First of all, I do not know the main character of the book at all. They say it’s a millionaire who earned his money thanks to his mathematical skills. P. Morgan, Ford and John D. Rockefeller are, this is the first time I’ve heard of this man. The story begins as usual, i.e. from the very childhood.

Delivery times may vary, especially during peak periods. At the time, Mr. Thorp was managing about $400,000 and the accounts were grossing about 25 percent a year, with 20 percent of profits payable to the general partner. Mr. Thorp’s $20,000 income from the partnership was equivalent to his salary as a professor and would only accelerate in the coming years as Princeton Newport Partners attracted additional assets and enjoyed steady success. Mr. Thorp retained his professorship for several years before finally dedicating all of his time toward investing in the early 1980s. Fusion Mediawould like to remind you that the data contained in this website is not necessarily real-time nor accurate. Trading in financial instruments and/or cryptocurrencies involves high risks including the risk of losing some, or all, of your investment amount, and may not be suitable for all investors.

Book Review: “The Man Who Broke Capitalism,” by David Gelles – The New York Times

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Then there were the rows of fruit jellies, jams, and preserves in glasses sealed with a layer of paraffin on top. Though we were poor, my parents valued books and managed to buy me one occasionally. As a result, between the ages of five and seven I carried around adult-looking books and strangers wondered if I actually knew what was in them. One man put me to an unexpected and potentially embarrassing test.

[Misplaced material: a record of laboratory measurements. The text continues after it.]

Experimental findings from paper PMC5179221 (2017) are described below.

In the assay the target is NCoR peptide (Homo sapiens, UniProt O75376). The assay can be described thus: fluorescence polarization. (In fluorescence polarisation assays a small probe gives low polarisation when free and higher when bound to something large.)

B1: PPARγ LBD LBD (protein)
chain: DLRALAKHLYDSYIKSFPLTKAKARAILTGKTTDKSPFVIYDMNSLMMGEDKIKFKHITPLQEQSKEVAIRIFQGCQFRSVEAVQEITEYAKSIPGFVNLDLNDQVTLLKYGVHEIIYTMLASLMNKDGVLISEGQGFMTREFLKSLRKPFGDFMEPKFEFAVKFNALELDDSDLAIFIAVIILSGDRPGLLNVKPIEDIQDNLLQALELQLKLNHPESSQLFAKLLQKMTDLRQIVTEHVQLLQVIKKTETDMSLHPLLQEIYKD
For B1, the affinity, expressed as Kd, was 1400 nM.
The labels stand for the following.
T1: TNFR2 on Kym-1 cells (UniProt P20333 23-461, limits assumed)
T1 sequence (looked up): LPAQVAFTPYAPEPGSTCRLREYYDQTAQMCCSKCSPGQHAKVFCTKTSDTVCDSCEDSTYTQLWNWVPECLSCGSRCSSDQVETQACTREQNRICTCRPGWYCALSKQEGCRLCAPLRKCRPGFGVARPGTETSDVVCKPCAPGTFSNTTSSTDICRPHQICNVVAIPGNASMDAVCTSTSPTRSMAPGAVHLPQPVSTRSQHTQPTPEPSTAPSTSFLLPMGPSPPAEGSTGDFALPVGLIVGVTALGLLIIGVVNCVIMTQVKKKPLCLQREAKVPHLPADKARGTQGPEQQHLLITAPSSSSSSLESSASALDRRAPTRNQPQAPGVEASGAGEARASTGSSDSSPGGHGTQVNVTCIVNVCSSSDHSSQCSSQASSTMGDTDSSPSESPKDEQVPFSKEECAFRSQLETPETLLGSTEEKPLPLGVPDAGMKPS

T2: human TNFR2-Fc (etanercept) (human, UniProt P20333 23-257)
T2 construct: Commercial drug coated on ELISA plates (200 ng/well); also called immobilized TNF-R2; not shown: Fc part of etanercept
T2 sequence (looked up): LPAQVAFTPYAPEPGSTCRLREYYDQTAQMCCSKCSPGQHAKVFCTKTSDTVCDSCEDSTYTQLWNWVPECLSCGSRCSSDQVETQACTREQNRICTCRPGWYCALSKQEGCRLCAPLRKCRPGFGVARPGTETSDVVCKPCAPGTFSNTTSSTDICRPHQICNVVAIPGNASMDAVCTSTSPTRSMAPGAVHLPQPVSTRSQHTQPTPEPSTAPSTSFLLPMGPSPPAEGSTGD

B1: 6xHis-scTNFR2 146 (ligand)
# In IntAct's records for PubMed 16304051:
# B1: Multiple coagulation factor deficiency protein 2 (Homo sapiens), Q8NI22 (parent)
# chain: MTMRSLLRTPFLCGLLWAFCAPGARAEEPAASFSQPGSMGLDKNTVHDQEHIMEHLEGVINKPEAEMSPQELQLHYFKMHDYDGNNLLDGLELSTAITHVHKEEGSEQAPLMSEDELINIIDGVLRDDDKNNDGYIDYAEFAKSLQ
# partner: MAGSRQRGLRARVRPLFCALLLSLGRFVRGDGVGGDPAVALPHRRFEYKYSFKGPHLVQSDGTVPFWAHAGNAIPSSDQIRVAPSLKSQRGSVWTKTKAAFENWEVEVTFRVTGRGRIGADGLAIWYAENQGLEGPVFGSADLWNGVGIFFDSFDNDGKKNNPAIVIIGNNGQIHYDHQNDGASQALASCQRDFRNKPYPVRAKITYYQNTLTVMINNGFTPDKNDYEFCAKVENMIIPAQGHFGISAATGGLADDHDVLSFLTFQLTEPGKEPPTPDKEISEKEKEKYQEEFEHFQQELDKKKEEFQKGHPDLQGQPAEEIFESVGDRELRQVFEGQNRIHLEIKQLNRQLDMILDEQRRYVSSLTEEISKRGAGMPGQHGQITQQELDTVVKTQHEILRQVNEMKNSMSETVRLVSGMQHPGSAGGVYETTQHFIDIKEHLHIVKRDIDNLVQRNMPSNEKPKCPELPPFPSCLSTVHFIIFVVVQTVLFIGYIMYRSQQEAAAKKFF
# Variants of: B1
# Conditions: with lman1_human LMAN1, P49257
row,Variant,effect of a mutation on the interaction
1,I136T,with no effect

I was looking forward to this book even before I knew it would be written — someone would have to write about this man’s life eventually, and I’m glad that Thorp himself did it. Over the next couple of years I read books including Gulliver’s Travels, Treasure Island, and Stanley and Livingstone in Africa. When, after an eight-month arduous and dangerous search, Stanley found his quarry, the only European known to be in Central Africa, I thrilled to his incredible understatement, “Dr. Livingstone, I presume,” and I discussed the splendor of the Victoria Falls on the Zambezi River with my father, who assured me that they far surpassed our own Niagara Falls.

A Man for All Markets: From Las Vegas to Wall Street, How I Beat the Dealer

The incentive structures prevalent in corporate America today are largely unchanged and destined to cause trouble in the future. The fact that Mr. Thorp dedicates this much space in his memoir to personal finance indicates that he believes lack of education in this area is a serious impediment to the well being of the public. He believes that personal finance should be taught in elementary and secondary schools, noting that most people seem to not understand basic probability and statistics. Clearly, if more Americans understood the power of compound growth when leaving high school, there would be far fewer cases of misery caused by mistaken accumulation of debt and lack of savings. Third – and this is the most interesting thing in this book – a description of how the author played with the casino, and how the casino struggled with it with all its might. However, one should also note that when the author was describing his winning method, I had no understanding at all, because I was far from all these gambling.